My friend and I are taking our first digital systems designs course this semester. Our professor has introduced to us two different type of circuit designs; CMOS and Pass-Transistor Logic. The professor isn't very accessible, and we've searched the internet trying to understand the difference between CMOS and Pass-transistor logic, but a lot of the explanations were beyond us. We would really appreciate if someone would explain to us in layman's terms what the difference between the two is, the advantages of each, etc.

Thank you!

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    \$\begingroup\$ Why don't you start by telling us what you do understand about the two kinds of logic. This would be a pretty broad topic in "layman's terms". Also, it sounds like a typical homework question and, if that's the case, I don't want to just give you an answer. \$\endgroup\$ Sep 15, 2018 at 18:55
  • \$\begingroup\$ This actually wasn't a homework question, we were going over his lecture and making sure we understood everything. \$\endgroup\$ Sep 19, 2018 at 18:53

1 Answer 1


I really hate it when these "professors" confuse their students by mentioning terms like "Pass transistor logic" without first properly explaining what CMOS logic is.

I have been working with CMOS circuits and CMOS logic circuits since the 1980s when I was a teenager. Yet I had never heard of "Pass transistor logic" before. That gives you an indication how relevant the term "Pass transistor logic" is.

OK, so to educate myself I read the Wikipedia article on Pass transistor logic. Hmm, so it uses the same type of logic gates (same circuits) as standard CMOS logic but the connections between parts of the circuit is made/broken depending on what the circuit should do. This is of limited use but can be convenient for cells that need to memorize a certain value (zero or one).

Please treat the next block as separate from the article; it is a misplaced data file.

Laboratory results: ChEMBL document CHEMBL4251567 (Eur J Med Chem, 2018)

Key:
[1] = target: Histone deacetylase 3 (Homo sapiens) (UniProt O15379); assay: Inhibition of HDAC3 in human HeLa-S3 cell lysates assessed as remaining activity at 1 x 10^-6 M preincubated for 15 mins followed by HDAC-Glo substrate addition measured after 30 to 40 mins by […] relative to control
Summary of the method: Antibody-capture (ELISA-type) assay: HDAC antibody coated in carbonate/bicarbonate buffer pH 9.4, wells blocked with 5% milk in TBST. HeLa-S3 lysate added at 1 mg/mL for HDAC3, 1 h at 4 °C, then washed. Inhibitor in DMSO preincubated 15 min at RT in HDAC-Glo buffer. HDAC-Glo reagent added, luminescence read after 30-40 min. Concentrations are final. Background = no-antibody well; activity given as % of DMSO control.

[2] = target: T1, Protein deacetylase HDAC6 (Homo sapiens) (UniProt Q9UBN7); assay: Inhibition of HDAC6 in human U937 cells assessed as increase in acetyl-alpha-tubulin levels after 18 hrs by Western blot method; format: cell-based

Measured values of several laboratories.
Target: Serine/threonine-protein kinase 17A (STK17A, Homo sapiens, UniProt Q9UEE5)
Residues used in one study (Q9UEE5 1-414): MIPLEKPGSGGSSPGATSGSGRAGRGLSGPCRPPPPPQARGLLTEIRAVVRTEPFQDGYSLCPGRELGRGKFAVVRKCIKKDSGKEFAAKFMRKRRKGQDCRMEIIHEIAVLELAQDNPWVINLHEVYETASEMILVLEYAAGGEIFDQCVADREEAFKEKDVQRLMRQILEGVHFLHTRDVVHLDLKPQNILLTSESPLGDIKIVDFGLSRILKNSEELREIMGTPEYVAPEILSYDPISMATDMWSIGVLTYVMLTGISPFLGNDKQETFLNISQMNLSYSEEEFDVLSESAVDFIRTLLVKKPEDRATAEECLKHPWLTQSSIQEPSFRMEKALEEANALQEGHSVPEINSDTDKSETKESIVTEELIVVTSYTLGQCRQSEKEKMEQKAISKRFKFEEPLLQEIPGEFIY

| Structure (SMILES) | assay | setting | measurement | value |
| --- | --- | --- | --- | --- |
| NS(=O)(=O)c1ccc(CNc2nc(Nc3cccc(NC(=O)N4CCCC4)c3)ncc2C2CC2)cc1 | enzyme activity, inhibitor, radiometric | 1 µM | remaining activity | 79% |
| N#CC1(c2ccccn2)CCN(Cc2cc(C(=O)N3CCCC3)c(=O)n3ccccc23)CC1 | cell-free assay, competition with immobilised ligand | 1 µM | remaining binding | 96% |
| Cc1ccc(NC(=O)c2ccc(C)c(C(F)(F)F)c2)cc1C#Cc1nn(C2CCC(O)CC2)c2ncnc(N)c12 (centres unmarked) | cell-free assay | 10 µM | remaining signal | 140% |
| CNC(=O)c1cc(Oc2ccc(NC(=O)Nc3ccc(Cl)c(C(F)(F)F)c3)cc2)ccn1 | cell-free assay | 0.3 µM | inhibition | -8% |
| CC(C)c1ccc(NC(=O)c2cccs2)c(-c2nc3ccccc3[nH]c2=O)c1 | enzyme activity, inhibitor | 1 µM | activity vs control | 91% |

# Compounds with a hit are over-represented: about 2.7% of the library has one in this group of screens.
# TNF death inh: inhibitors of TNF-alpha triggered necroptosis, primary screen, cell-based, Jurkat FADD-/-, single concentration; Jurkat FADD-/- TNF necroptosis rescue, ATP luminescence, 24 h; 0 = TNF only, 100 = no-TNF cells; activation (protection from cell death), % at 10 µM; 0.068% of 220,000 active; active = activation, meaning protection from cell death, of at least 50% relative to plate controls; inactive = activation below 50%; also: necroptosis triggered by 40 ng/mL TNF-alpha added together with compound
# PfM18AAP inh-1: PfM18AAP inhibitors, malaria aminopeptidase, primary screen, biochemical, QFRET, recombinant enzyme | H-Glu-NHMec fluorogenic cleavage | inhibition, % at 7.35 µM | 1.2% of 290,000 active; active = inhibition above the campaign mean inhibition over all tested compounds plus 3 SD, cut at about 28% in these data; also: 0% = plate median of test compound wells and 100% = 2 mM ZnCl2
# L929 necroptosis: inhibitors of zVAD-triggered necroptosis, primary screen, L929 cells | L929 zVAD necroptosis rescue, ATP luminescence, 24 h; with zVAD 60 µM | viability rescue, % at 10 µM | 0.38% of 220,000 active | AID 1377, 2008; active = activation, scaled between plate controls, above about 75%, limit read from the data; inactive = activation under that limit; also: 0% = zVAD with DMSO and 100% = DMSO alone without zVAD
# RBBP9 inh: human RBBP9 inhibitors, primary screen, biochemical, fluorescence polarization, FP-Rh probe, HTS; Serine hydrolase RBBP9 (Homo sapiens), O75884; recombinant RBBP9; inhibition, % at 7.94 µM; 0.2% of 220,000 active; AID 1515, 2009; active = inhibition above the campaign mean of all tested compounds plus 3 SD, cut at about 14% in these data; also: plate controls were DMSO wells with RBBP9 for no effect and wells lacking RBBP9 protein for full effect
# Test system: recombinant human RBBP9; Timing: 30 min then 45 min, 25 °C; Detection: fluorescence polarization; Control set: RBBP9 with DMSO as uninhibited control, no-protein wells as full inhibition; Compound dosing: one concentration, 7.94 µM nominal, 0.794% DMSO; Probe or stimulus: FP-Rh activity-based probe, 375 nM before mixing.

But before you can understand Pass transistor logic you must first understand "normal" CMOS logic, so go read the Wikipedia article. Only when that 100% is clear to you should you read about Pass transistor logic.

CMOS logic is what is used in nearly all electronics these days. It will be a challenge to find a modern device with a battery, power lead or solar cell that does not contain CMOS logic circuits.

CMOS logic can be used to create a circuit that can memorize a value. In logic a value is either one or zero (a bit). A CMOS flip-flop can memorize a bit.

In order to save a couple of transistors we can arrange them in such a way that we would need less transistors (to make that flip-flop) yet still be able to memorize that bit. That is what Pass transistor logic is about.

But since modern CMOS transistors can be made so extremely small and cheap it isn't really needed to save those few transistors. Only there where a large number of bits needs to be stored would it make sense to use Pass transistor logic. I would not expect the find Pass transistor logic anywhere else but in memory cells.

So it might have helped if your professor had mentioned that using CMOS transistors we can make "Pass transistor logic cells" and that those are mainly used for memory applications.

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    \$\begingroup\$ Pass-transistor logic, which I think is also called transmission-gate logic, is being looked at for ultra-low-power applications. Take for example: H. Reyserhove and W. Dehaene, "A 16.07pJ/cycle 31MHz fully differential transmission gate logic ARM Cortex M0 core in 40nm CMOS," ESSCIRC Conference 2016: 42nd European Solid-State Circuits Conference, Lausanne, 2016, pp. 257-260. \$\endgroup\$
    – Joren Vaes
    Sep 16, 2018 at 5:16
  • \$\begingroup\$ Not only for memory applications. Sometimes the cheapest way to make some construction just happens to involves pass transistors. Think of an AND gate where A and ~A are both available so you can do it with two transistors, gating the output to either B or ground. And then there is dynamic logic. \$\endgroup\$ Aug 26, 2021 at 14:25

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